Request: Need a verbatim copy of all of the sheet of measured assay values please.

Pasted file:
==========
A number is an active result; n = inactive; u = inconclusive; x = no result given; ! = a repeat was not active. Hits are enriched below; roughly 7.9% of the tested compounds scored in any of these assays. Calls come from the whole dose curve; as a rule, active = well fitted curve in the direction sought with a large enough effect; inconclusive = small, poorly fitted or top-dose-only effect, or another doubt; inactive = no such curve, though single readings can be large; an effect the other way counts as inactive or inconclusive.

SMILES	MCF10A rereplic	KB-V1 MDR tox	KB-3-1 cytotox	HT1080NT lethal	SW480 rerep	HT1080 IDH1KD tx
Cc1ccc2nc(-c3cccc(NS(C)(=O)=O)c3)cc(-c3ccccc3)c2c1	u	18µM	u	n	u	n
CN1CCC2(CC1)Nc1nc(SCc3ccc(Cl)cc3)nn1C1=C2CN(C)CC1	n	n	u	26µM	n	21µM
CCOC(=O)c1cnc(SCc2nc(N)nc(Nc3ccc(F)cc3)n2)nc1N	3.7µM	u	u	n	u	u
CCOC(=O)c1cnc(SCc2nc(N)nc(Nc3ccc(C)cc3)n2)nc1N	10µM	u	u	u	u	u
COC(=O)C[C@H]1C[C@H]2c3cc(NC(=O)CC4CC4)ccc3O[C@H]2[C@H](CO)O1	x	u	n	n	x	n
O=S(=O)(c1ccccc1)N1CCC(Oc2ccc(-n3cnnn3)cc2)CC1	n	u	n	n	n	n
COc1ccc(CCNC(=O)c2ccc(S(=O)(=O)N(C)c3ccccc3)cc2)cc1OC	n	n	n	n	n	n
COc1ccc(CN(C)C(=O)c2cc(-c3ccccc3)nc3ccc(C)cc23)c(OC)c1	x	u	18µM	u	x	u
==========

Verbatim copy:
A number is an active result; n = inactive; u = inconclusive; x = no result given; ! = a repeat was not active. Hits are enriched below; roughly 7.9% of the tested compounds scored in any of these assays. Calls come from the whole dose curve; as a rule, active = well fitted curve in the direction sought with a large enough effect; inconclusive = small, poorly fitted or top-dose-only effect, or another doubt; inactive = no such curve, though single readings can be large; an effect the other way counts as inactive or inconclusive.

SMILES	MCF10A rereplic	KB-V1 MDR tox	KB-3-1 cytotox	HT1080NT lethal	SW480 rerep	HT1080 IDH1KD tx
Cc1ccc2nc(-c3cccc(NS(C)(=O)=O)c3)cc(-c3ccccc3)c2c1	u	18µM	u	n	u	n
CN1CCC2(CC1)Nc1nc(SCc3ccc(Cl)cc3)nn1C1=C2CN(C)CC1	n	n	u	26µM	n	21µM
CCOC(=O)c1cnc(SCc2nc(N)nc(Nc3ccc(F)cc3)n2)nc1N	3.7µM	u	u	n	u	u
CCOC(=O)c1cnc(SCc2nc(N)nc(Nc3ccc(C)cc3)n2)nc1N	10µM	u	u	u	u	u
COC(=O)C[C@H]1C[C@H]2c3cc(NC(=O)CC4CC4)ccc3O[C@H]2[C@H](CO)O1	x	u	n	n	x	n
O=S(=O)(c1ccccc1)N1CCC(Oc2ccc(-n3cnnn3)cc2)CC1	n	u	n	n	n	n
COc1ccc(CCNC(=O)c2ccc(S(=O)(=O)N(C)c3ccccc3)cc2)cc1OC	n	n	n	n	n	n
COc1ccc(CN(C)C(=O)c2cc(-c3ccccc3)nc3ccc(C)cc23)c(OC)c1	x	u	18µM	u	x	u